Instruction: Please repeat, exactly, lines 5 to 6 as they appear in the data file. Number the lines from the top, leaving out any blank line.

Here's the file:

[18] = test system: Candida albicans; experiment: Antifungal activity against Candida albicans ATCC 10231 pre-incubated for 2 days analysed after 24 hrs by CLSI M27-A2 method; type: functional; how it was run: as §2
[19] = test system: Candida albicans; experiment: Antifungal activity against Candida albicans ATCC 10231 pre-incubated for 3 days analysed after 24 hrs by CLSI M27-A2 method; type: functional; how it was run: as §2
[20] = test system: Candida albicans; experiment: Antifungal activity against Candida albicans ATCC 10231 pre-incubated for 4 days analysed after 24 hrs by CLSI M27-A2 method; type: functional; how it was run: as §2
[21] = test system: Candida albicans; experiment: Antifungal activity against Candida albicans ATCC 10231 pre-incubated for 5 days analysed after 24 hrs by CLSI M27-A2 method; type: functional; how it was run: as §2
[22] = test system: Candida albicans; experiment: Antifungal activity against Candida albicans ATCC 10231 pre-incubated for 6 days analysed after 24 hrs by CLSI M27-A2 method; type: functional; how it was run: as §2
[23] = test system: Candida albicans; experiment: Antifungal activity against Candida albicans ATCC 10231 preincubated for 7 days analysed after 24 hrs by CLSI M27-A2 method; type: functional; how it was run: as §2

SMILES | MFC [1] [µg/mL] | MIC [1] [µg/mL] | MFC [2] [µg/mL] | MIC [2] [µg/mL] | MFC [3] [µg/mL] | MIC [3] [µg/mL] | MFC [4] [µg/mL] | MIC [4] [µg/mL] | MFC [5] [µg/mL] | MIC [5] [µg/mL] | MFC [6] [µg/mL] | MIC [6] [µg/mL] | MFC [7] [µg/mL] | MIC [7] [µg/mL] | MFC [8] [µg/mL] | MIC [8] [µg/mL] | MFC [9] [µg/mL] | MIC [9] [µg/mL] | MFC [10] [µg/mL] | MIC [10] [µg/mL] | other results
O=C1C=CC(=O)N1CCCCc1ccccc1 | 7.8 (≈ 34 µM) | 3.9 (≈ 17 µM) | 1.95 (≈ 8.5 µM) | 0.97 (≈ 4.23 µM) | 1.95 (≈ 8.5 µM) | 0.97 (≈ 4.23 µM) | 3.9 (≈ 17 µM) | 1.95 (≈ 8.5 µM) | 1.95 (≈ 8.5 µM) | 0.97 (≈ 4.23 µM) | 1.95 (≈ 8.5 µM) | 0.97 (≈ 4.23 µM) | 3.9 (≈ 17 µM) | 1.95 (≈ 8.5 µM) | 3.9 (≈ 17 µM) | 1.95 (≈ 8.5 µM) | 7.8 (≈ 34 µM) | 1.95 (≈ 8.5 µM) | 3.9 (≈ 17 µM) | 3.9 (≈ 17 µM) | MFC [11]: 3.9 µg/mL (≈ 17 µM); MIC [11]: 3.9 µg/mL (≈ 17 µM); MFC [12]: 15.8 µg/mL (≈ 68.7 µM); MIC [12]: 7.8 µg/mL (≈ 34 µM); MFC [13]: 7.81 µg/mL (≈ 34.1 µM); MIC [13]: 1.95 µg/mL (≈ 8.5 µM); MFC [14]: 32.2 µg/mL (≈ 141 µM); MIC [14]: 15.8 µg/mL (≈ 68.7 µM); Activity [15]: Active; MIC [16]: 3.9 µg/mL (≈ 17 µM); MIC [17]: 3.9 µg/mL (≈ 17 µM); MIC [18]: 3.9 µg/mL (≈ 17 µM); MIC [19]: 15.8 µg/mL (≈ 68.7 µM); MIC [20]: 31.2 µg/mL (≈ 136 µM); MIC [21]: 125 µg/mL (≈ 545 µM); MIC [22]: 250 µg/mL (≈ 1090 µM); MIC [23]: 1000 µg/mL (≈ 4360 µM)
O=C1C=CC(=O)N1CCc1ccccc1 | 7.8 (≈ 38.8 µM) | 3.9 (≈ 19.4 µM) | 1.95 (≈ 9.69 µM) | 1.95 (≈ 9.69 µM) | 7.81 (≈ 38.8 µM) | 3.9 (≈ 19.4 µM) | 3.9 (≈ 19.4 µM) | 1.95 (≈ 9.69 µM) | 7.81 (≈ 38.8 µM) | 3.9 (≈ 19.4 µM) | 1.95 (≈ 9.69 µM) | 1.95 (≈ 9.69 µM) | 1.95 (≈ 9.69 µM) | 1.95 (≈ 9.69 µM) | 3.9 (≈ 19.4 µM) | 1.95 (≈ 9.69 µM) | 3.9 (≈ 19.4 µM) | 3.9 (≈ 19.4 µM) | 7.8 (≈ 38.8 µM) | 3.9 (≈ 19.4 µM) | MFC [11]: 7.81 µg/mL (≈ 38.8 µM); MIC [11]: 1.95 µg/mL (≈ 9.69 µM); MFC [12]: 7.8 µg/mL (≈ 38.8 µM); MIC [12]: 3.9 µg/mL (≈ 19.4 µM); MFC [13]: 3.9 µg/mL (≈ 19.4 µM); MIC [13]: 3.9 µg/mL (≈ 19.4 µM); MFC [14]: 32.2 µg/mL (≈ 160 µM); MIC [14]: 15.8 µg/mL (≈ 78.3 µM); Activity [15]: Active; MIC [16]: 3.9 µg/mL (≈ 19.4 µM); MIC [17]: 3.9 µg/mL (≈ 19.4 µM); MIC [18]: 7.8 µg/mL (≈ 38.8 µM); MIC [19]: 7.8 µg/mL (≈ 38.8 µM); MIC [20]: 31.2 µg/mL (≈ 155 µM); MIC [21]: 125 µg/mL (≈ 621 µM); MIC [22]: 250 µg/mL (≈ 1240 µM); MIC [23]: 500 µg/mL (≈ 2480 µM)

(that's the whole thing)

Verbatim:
[22] = test system: Candida albicans; experiment: Antifungal activity against Candida albicans ATCC 10231 pre-incubated for 6 days analysed after 24 hrs by CLSI M27-A2 method; type: functional; how it was run: as §2
[23] = test system: Candida albicans; experiment: Antifungal activity against Candida albicans ATCC 10231 preincubated for 7 days analysed after 24 hrs by CLSI M27-A2 method; type: functional; how it was run: as §2